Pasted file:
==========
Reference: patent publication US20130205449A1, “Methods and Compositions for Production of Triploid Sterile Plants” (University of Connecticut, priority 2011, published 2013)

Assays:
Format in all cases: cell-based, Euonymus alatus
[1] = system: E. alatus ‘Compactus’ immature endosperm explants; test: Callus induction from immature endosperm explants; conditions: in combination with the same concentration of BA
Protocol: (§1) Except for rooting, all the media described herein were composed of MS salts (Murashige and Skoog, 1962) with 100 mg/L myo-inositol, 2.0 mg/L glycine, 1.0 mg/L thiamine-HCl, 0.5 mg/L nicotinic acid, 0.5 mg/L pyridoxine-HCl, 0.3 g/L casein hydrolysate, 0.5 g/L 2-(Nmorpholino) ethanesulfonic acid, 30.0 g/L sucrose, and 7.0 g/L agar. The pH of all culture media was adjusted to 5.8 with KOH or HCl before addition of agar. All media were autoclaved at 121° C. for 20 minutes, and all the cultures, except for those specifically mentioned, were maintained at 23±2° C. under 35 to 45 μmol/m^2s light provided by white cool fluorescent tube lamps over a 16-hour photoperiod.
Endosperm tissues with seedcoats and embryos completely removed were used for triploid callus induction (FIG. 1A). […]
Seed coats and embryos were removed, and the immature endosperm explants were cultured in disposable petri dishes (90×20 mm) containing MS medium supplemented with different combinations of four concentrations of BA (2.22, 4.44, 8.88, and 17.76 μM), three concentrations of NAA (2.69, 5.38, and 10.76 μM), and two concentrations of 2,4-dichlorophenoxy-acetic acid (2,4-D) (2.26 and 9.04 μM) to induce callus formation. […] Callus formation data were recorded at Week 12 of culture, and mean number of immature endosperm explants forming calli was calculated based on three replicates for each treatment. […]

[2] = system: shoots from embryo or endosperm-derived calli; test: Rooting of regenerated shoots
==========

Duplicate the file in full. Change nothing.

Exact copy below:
Reference: patent publication US20130205449A1, “Methods and Compositions for Production of Triploid Sterile Plants” (University of Connecticut, priority 2011, published 2013)

Assays:
Format in all cases: cell-based, Euonymus alatus
[1] = system: E. alatus ‘Compactus’ immature endosperm explants; test: Callus induction from immature endosperm explants; conditions: in combination with the same concentration of BA
Protocol: (§1) Except for rooting, all the media described herein were composed of MS salts (Murashige and Skoog, 1962) with 100 mg/L myo-inositol, 2.0 mg/L glycine, 1.0 mg/L thiamine-HCl, 0.5 mg/L nicotinic acid, 0.5 mg/L pyridoxine-HCl, 0.3 g/L casein hydrolysate, 0.5 g/L 2-(Nmorpholino) ethanesulfonic acid, 30.0 g/L sucrose, and 7.0 g/L agar. The pH of all culture media was adjusted to 5.8 with KOH or HCl before addition of agar. All media were autoclaved at 121° C. for 20 minutes, and all the cultures, except for those specifically mentioned, were maintained at 23±2° C. under 35 to 45 μmol/m^2s light provided by white cool fluorescent tube lamps over a 16-hour photoperiod.
Endosperm tissues with seedcoats and embryos completely removed were used for triploid callus induction (FIG. 1A). […]
Seed coats and embryos were removed, and the immature endosperm explants were cultured in disposable petri dishes (90×20 mm) containing MS medium supplemented with different combinations of four concentrations of BA (2.22, 4.44, 8.88, and 17.76 μM), three concentrations of NAA (2.69, 5.38, and 10.76 μM), and two concentrations of 2,4-dichlorophenoxy-acetic acid (2,4-D) (2.26 and 9.04 μM) to induce callus formation. […] Callus formation data were recorded at Week 12 of culture, and mean number of immature endosperm explants forming calli was calculated based on three replicates for each treatment. […]

[2] = system: shoots from embryo or endosperm-derived calli; test: Rooting of regenerated shoots